Navy Band To Visit Arlington's Yorktown High School

Navy Band To Visit Arlington's Yorktown High School

Concert to include students.

The rehearsal hall sits still and silent.

The rehearsal hall sits still and silent. Photo by Michael McMorrow.

At the upcoming performance of the U.S. Navy Band, the uniformed professionals will be joined by members of the event host, Yorktown High School Band. The free concert will be held in Yorktown’s auditorium this coming Saturday evening.

Brian Bersh, Yorktown’s director of bands, has nothing but praise for the military service bands which contribute much to the musical education of students. The very presence of the Navy Band on campus, according to Bersh, “is an inspiration for the students. There is no substitute for being up-close to witness professionals playing at the elite level.”


The U. S. Navy Concert Band will offer the following public performances, at no charge:

  • Yorktown High School, Arlington, Saturday, Jan. 31, at 7 p.m.

  • Wakefield High School, Arlington, Thursday, March 26, at 7 p.m.

  • McLean High School, McLean, Thursday, April 30, at 7 p.m.

What happens on Jan. 31 is not limited to the evening’s concert. As an educator, Bersh fills the day with opportunities for growth on the part of his students. Early in the day, a cadre of music teachers and performers, active and retired, will conduct sessions for student musicians according to instrument grouping. Once the Navy Band arrives, a number of its members hold additional small-group clinics for the students. Overall, Bersh said, “the students learn what excellence is.” The entire day, he added, “jump starts” the spring band competition season and provides valuable “fine-tuning” for the months ahead.


The United States Navy Concert Band has been performing public concerts and participating in high-profile events for more than 85 years.

Highlighting the concert itself is an invitation reserved for Yorktown band seniors to “sit in” with the Navy Band to play Sousa’s “Washington Post March.” One of the 10, trombonist Wade Miller, admits to being “really excited. I never have played beside professionals before.” Bersh, he added, “has given us the music. I‘ll be doing lots of practice until the concert.”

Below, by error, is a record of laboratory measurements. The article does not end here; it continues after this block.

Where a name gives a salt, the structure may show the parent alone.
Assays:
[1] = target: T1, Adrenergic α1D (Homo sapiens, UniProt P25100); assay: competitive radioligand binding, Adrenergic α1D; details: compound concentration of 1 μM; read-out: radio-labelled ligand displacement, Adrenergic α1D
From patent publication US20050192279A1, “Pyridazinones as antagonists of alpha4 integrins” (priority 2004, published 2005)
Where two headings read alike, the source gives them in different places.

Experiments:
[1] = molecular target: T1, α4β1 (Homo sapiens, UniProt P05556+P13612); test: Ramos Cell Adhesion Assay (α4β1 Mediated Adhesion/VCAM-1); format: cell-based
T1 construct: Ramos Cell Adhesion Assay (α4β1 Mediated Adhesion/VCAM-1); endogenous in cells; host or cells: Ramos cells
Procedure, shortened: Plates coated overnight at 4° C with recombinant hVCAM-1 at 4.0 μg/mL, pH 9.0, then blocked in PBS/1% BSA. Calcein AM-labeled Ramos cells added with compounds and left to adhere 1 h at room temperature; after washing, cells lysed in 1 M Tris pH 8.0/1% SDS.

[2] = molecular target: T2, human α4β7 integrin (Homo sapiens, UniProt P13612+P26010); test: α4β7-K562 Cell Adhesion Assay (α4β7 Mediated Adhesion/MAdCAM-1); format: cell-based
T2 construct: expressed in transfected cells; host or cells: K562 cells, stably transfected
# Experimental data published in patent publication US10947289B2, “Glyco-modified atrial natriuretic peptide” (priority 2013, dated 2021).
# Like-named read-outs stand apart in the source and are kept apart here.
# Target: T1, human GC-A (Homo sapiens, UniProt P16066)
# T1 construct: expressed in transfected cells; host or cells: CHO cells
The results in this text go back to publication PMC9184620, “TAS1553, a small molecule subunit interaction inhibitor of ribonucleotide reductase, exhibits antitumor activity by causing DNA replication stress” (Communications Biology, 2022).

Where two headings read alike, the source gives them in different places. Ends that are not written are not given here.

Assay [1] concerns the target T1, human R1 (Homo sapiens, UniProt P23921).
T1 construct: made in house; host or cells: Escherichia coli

One feature of the recital will be the little remembered and only recently revived piece titled “Patton’s Third Army March.” Written for a unit “passing in review,” it is a European-style march, festive rather than martial. Composed in April 1945, the song will reach age 70 this year.

Master Chief Musician Aaron Porter speaks for the Navy Band. While playing for military ceremonies always comes first, he says, “outreach” performances for the public — particularly for students — are very special. Placing student musicians among the Navy Band members for a number always excites the parents and friends from the community, and the professionals take great pleasure from it on each occasion.

The purpose of offering appearances across the country, said Porter, is to remind citizens that they have a Navy, and that thousands of sailors at sea and ashore are protecting them from those who would do them harm. The immediate purpose of each concert, of course, is to entertain and educate through good music performed by great musicians.

On Stage

Yorktown High School’s graduating band seniors

joining the Navy Band on stage are: Mariah Bowman (flute), Aidan Farley (trombone), Dylan Finnegan (trumpet), Chris Guastaferro (euphonium), Nikki Jafari (french horn), Wade Miller (trombone), Julia Payne (flute), Sarah Pinson (trumpet), Ben St. Pierre (tuba) and Alice Wilbur (clarinet).

One such Navy Band member is Senior Chief Musician William C. Mulligan, currently a saxophonist. He admits being part of the Navy Band is “exciting,” even after years of service. Concerts attended by students, he said, generate a unique chemistry. The faces of many reflect an interest in the Navy itself. Mulligan believes he sees individuals thinking “I can study and earn a place on a band like that.”